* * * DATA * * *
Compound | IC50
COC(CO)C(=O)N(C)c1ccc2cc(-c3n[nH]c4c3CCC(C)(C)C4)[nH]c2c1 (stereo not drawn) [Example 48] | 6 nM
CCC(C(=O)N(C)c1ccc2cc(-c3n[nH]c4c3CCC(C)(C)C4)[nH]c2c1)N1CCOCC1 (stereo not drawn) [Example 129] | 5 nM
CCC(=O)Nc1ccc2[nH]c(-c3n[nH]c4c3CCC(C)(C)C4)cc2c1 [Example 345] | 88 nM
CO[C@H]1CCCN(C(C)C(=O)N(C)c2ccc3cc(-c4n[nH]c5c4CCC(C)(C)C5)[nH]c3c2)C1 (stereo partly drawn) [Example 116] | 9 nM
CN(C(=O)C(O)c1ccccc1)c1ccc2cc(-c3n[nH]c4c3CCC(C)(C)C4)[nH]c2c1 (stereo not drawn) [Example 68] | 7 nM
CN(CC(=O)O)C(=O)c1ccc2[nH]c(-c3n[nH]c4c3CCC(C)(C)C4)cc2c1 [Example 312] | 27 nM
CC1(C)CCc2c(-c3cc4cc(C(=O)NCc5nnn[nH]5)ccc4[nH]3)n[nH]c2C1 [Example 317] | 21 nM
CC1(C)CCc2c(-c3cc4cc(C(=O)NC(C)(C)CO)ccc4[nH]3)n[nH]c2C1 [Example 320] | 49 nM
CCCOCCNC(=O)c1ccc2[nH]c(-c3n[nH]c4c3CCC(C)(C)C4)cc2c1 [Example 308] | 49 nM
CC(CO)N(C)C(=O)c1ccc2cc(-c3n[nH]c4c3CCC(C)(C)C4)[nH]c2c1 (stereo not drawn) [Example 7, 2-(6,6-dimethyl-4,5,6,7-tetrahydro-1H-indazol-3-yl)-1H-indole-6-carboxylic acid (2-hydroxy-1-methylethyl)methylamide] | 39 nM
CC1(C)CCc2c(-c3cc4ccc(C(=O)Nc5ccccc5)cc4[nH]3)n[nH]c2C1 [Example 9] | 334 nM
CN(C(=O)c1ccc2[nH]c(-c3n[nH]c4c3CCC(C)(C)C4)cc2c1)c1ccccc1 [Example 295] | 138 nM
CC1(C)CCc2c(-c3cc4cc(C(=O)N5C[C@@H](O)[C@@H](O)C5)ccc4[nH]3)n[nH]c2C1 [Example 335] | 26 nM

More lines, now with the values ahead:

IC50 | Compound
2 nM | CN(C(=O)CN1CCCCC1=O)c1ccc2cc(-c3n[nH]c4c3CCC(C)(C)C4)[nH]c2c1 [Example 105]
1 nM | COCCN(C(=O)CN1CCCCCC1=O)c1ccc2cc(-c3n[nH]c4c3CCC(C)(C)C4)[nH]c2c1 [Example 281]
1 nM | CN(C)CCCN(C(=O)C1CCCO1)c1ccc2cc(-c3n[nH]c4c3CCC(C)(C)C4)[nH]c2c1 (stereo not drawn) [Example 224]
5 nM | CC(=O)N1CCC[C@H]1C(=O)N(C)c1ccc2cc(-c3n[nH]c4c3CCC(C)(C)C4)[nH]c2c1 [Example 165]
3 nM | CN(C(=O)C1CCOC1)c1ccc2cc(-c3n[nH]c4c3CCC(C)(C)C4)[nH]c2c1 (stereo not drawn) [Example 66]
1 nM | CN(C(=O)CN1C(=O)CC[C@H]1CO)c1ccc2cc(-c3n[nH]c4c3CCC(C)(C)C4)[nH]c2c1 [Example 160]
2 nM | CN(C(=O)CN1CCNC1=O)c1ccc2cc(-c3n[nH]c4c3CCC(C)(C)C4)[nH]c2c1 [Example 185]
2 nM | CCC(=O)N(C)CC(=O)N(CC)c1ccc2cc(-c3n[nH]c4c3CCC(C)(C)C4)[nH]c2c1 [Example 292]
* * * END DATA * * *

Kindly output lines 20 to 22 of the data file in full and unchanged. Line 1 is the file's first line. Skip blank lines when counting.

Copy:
5 nM | CC(=O)N1CCC[C@H]1C(=O)N(C)c1ccc2cc(-c3n[nH]c4c3CCC(C)(C)C4)[nH]c2c1 [Example 165]
3 nM | CN(C(=O)C1CCOC1)c1ccc2cc(-c3n[nH]c4c3CCC(C)(C)C4)[nH]c2c1 (stereo not drawn) [Example 66]
1 nM | CN(C(=O)CN1C(=O)CC[C@H]1CO)c1ccc2cc(-c3n[nH]c4c3CCC(C)(C)C4)[nH]c2c1 [Example 160]